China and a number of South Asian governments have demanded an explanation from Washington over allegations that US embassies - as well as embassies of US allies - were used for NSA surveillance.
The diplomatic row has been caused by the Sydney Morning Herald’s
report, which said the NSA collected its data in Asian countries
by having its equipment installed inside US embassies and also in
the diplomatic missions of the other ‘Five Eye’ nations, which
includes Australia, Britain and Canada.
Beijing said it was “extremely concerned” by the news and was seeking clarification from the US.
"We also demand that foreign embassies in China and their
staff respect the Vienna Convention ... and other international
treaties and not get involved in any activities which do not
accord with their status or post and harm China's security and
interests," Chinese Foreign Ministry spokeswoman, Hua
Chunying, said on Thursday.
The news of the data collection facilities operating out of the
embassies in Jakarta, Bangkok, Hanoi, Bejing, and Dili was based
on the documents leaked by NSA whistleblower, Edward Snowden.
The news that the US agency carried out espionage through foreign
embassies has also provoked outrage in Indonesia, with the
country’s Foreign Minister, Marty Natalegawa, saying the issue
had been raised with the US chargé d'affaires in Jakarta.
"Indonesia cannot accept it and protests strongly over the report about wiretapping facilities at the US embassy in Jakarta," said Natalegawa cited by AP. "If confirmed, such action is not only a breach of security, but also a serious breach of diplomatic norms and ethics and certainly not in the spirit of friendly relations between nations."
Indonesia also said it has summoned the Australian ambassador, Greg Moriarty, to come to the foreign ministry on Friday. The ministry added that he will face questions over the "totally unacceptable" activities reported in the Sydney Morning Herald.
"Indonesia's Foreign Minister Marty Natalegawa has demanded an explanation from the Australian ambassador in Jakarta about the existence and use of surveillance facilities in the Australian embassy here," Indonesia's foreign ministry said in a statement.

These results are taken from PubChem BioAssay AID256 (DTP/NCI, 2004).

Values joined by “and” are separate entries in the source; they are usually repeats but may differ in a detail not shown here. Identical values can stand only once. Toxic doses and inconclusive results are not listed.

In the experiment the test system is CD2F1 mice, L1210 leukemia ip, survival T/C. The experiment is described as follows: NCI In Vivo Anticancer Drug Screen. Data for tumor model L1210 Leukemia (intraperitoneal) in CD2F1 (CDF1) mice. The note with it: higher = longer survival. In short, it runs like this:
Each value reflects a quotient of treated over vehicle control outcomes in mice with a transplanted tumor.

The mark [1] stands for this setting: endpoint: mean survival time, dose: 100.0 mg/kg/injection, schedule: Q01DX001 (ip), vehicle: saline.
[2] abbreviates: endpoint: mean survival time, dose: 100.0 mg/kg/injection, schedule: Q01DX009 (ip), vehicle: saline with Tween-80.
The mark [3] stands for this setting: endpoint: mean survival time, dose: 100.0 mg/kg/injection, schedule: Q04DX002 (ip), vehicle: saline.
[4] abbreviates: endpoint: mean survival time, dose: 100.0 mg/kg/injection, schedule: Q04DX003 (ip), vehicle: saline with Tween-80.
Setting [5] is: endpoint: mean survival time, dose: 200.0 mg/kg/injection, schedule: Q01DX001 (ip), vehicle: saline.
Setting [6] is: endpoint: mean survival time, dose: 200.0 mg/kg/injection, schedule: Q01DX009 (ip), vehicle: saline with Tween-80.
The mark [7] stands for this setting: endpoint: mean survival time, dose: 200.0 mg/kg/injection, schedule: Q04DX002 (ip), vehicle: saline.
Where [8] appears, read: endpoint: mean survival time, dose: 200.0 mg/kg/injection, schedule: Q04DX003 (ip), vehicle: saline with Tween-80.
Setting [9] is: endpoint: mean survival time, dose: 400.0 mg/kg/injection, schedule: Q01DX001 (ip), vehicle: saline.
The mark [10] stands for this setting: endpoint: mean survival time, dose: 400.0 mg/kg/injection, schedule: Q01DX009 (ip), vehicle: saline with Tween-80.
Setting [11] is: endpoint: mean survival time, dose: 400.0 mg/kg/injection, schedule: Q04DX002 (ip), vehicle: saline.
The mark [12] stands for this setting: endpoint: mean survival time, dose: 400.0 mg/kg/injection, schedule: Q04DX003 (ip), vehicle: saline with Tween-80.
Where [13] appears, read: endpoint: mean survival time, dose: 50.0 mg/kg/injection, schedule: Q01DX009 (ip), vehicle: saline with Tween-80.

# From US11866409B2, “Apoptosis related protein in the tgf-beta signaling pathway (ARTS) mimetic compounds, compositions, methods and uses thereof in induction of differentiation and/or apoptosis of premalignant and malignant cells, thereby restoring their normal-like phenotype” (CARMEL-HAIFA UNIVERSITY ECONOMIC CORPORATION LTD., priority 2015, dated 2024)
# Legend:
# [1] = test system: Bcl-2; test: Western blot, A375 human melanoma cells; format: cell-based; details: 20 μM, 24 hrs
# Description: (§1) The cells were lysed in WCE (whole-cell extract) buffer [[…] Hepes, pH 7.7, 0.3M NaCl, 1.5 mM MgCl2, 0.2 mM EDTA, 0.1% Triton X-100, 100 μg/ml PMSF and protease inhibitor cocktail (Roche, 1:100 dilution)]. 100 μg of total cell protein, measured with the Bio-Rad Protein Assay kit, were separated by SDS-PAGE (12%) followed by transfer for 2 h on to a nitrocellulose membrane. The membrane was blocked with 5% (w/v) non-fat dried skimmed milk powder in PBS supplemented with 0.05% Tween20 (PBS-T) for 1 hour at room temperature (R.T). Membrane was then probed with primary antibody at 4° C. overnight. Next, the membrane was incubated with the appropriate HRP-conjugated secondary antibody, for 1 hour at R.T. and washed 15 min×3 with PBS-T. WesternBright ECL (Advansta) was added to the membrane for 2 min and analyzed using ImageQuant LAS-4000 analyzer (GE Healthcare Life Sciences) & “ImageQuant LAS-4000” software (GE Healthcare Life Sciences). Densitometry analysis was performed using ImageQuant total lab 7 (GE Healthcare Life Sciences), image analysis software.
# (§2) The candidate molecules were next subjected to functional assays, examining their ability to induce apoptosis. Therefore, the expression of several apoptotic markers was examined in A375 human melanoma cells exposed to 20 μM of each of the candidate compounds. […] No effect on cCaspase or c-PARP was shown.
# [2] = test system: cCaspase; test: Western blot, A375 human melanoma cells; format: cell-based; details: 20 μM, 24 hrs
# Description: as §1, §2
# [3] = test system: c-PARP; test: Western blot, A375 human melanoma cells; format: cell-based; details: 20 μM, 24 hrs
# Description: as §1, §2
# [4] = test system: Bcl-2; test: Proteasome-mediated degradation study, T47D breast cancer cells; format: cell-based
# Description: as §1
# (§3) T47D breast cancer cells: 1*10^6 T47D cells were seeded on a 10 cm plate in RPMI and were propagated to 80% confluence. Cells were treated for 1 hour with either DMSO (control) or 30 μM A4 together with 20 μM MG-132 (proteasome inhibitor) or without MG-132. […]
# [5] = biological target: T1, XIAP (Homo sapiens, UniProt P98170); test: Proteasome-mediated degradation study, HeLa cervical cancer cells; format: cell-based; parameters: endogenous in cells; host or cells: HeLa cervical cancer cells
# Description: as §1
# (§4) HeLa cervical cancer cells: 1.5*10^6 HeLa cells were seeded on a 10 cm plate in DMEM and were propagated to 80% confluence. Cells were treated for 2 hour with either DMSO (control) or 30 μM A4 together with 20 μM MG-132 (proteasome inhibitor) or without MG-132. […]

"The reported activities absolutely do not reflect the spirit of a close and friendly relationship between the two neighbors and are considered unacceptable by the government of Indonesia."
The uproar was supported by other Asian nations. Malaysia’s government promised to investigate the allegations, while the opposition party issued a statement calling for the lodging of a protest with the US and Australian embassies.
The government of Thailand informed the US that spying was a
crime under the country’s laws, according to Thai National
Security Council secretary general, Lt.-Gen. Paradorn
Pattanathabutr. The official blamed the US more than Australia,
Thailand’s closer neighbor.
“When it comes to technology and mechanics, the US is more
resourceful and more advanced than Australia,” he said.
“So I can say that it is not true that the Australian Embassy
will be used as a communications hub for spying.”
The outpour of criticism from Asia comes at a time when the US is already under severe pressure from European nations, following earlier reports disclosing the scale of surveillance there.
EU diplomats recently traveled to Washington to get explanations concerning NSA spying. The US insisted all the intelligence gathered in Europe was related to warzones in the Middle East and would continue.
In the wake of the NSA scandal, EU leaders have called for the
suspension of a trade pact with the US worth billions of dollars.